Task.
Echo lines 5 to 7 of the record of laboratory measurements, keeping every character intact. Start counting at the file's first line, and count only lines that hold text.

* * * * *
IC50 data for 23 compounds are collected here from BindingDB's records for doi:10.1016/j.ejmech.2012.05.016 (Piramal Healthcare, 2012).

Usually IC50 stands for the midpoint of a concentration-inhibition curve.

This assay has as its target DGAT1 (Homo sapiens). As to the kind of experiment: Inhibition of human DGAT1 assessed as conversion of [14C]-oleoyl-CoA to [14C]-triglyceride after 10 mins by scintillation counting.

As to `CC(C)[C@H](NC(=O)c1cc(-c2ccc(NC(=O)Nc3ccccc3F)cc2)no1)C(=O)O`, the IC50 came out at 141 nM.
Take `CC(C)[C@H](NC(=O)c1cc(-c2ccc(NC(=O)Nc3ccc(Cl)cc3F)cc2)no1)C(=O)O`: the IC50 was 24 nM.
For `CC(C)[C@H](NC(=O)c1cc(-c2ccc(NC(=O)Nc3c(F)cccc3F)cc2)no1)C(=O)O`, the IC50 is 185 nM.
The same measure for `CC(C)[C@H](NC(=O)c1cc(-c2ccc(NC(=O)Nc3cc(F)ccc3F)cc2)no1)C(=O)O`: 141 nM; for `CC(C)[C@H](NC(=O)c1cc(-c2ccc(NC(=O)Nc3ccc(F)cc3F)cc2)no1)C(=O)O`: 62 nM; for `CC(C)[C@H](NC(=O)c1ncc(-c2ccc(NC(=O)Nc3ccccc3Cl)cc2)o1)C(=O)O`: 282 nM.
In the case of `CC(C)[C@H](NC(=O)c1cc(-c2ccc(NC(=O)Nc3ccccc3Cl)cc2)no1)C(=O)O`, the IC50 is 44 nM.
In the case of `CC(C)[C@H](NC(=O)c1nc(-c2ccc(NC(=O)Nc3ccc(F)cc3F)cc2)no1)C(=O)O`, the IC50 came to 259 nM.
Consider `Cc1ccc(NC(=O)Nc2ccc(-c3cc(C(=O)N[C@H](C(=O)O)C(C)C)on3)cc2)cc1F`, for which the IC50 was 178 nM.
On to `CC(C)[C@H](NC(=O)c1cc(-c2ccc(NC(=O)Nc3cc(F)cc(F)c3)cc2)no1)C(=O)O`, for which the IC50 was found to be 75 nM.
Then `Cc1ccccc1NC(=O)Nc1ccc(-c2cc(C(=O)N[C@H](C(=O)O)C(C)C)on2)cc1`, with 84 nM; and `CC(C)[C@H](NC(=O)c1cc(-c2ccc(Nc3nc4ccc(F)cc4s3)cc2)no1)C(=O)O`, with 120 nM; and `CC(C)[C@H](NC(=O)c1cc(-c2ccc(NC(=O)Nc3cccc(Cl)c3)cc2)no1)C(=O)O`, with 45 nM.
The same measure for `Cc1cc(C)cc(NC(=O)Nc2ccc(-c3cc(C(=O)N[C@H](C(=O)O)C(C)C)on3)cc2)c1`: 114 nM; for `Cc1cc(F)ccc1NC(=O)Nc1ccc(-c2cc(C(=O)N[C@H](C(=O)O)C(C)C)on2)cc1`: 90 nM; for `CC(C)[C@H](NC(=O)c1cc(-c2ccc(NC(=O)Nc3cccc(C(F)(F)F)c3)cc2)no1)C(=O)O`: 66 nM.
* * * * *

Take `CC(C)[C@H](NC(=O)c1cc(-c2ccc(NC(=O)Nc3ccc(Cl)cc3F)cc2)no1)C(=O)O`: the IC50 was 24 nM.
For `CC(C)[C@H](NC(=O)c1cc(-c2ccc(NC(=O)Nc3c(F)cccc3F)cc2)no1)C(=O)O`, the IC50 is 185 nM.
The same measure for `CC(C)[C@H](NC(=O)c1cc(-c2ccc(NC(=O)Nc3cc(F)ccc3F)cc2)no1)C(=O)O`: 141 nM; for `CC(C)[C@H](NC(=O)c1cc(-c2ccc(NC(=O)Nc3ccc(F)cc3F)cc2)no1)C(=O)O`: 62 nM; for `CC(C)[C@H](NC(=O)c1ncc(-c2ccc(NC(=O)Nc3ccccc3Cl)cc2)o1)C(=O)O`: 282 nM.